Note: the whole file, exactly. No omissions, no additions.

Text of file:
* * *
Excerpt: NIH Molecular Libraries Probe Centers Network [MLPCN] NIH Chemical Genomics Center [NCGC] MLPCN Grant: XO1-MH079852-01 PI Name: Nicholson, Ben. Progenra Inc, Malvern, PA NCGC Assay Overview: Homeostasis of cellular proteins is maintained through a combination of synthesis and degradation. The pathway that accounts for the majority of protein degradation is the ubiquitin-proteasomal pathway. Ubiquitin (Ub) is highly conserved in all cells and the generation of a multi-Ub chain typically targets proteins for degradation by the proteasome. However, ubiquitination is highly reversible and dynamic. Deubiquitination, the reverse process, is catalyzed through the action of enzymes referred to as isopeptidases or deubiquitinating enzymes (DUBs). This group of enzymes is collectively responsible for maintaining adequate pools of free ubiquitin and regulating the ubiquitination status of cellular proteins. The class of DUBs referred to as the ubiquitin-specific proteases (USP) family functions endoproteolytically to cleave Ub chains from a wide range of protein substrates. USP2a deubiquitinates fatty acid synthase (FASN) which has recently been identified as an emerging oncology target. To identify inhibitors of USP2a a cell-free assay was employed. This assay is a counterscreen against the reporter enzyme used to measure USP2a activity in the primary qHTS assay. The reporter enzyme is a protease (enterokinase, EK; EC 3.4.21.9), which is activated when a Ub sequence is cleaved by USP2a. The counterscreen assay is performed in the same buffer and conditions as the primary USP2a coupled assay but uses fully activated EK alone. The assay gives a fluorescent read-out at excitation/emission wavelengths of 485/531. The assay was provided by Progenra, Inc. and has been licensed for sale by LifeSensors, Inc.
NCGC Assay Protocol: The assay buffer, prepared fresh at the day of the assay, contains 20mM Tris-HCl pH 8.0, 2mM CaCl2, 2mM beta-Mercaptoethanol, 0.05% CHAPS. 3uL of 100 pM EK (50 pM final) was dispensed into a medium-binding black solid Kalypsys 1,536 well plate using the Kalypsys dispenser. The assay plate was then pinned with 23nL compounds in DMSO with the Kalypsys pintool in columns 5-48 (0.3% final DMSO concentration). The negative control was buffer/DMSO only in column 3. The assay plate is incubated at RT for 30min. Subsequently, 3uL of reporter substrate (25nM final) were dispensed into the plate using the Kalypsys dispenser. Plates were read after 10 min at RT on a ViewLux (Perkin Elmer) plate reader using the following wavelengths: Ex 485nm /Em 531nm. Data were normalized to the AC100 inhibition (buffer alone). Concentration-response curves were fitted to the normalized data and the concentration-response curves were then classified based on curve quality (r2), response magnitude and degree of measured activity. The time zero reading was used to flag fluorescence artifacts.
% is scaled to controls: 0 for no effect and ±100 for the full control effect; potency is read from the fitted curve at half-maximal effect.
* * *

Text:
Excerpt: NIH Molecular Libraries Probe Centers Network [MLPCN] NIH Chemical Genomics Center [NCGC] MLPCN Grant: XO1-MH079852-01 PI Name: Nicholson, Ben. Progenra Inc, Malvern, PA NCGC Assay Overview: Homeostasis of cellular proteins is maintained through a combination of synthesis and degradation. The pathway that accounts for the majority of protein degradation is the ubiquitin-proteasomal pathway. Ubiquitin (Ub) is highly conserved in all cells and the generation of a multi-Ub chain typically targets proteins for degradation by the proteasome. However, ubiquitination is highly reversible and dynamic. Deubiquitination, the reverse process, is catalyzed through the action of enzymes referred to as isopeptidases or deubiquitinating enzymes (DUBs). This group of enzymes is collectively responsible for maintaining adequate pools of free ubiquitin and regulating the ubiquitination status of cellular proteins. The class of DUBs referred to as the ubiquitin-specific proteases (USP) family functions endoproteolytically to cleave Ub chains from a wide range of protein substrates. USP2a deubiquitinates fatty acid synthase (FASN) which has recently been identified as an emerging oncology target. To identify inhibitors of USP2a a cell-free assay was employed. This assay is a counterscreen against the reporter enzyme used to measure USP2a activity in the primary qHTS assay. The reporter enzyme is a protease (enterokinase, EK; EC 3.4.21.9), which is activated when a Ub sequence is cleaved by USP2a. The counterscreen assay is performed in the same buffer and conditions as the primary USP2a coupled assay but uses fully activated EK alone. The assay gives a fluorescent read-out at excitation/emission wavelengths of 485/531. The assay was provided by Progenra, Inc. and has been licensed for sale by LifeSensors, Inc.
NCGC Assay Protocol: The assay buffer, prepared fresh at the day of the assay, contains 20mM Tris-HCl pH 8.0, 2mM CaCl2, 2mM beta-Mercaptoethanol, 0.05% CHAPS. 3uL of 100 pM EK (50 pM final) was dispensed into a medium-binding black solid Kalypsys 1,536 well plate using the Kalypsys dispenser. The assay plate was then pinned with 23nL compounds in DMSO with the Kalypsys pintool in columns 5-48 (0.3% final DMSO concentration). The negative control was buffer/DMSO only in column 3. The assay plate is incubated at RT for 30min. Subsequently, 3uL of reporter substrate (25nM final) were dispensed into the plate using the Kalypsys dispenser. Plates were read after 10 min at RT on a ViewLux (Perkin Elmer) plate reader using the following wavelengths: Ex 485nm /Em 531nm. Data were normalized to the AC100 inhibition (buffer alone). Concentration-response curves were fitted to the normalized data and the concentration-response curves were then classified based on curve quality (r2), response magnitude and degree of measured activity. The time zero reading was used to flag fluorescence artifacts.
% is scaled to controls: 0 for no effect and ±100 for the full control effect; potency is read from the fitted curve at half-maximal effect.